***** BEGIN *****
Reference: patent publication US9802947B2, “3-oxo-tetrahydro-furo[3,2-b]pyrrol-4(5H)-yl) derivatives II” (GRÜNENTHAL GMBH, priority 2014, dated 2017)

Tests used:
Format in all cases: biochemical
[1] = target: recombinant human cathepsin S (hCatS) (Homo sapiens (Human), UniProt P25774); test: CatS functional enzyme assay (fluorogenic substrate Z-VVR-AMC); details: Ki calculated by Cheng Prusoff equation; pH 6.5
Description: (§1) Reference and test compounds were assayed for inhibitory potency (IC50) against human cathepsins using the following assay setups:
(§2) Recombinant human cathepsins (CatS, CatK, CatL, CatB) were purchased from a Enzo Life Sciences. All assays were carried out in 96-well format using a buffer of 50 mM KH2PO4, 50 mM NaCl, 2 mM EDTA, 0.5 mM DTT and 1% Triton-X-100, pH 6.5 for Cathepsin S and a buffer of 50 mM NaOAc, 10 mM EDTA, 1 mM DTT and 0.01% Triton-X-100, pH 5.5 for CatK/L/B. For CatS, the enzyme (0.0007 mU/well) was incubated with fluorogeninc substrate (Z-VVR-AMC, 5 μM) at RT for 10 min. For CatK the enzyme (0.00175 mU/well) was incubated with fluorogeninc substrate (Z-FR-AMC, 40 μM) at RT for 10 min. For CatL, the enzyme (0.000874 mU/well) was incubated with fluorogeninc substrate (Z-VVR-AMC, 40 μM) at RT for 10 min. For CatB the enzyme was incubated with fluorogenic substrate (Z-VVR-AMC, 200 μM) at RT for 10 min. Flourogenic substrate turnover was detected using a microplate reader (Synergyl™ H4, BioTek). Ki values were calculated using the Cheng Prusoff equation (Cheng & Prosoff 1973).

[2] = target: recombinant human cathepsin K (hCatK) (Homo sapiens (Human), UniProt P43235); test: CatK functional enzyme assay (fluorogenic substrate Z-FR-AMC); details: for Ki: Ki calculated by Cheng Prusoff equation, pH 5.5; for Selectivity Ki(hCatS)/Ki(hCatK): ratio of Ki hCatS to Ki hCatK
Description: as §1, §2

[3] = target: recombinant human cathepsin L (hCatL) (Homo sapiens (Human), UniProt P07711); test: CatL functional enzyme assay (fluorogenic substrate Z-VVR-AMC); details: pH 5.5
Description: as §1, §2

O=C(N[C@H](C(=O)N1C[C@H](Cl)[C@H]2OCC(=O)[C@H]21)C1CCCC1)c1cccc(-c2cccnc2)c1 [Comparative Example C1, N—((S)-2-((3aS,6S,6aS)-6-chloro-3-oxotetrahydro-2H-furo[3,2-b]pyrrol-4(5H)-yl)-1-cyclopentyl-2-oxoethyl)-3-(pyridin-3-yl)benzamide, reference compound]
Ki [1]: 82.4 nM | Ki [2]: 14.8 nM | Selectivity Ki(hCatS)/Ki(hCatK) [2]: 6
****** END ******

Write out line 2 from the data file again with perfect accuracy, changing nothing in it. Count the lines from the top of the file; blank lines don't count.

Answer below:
Tests used: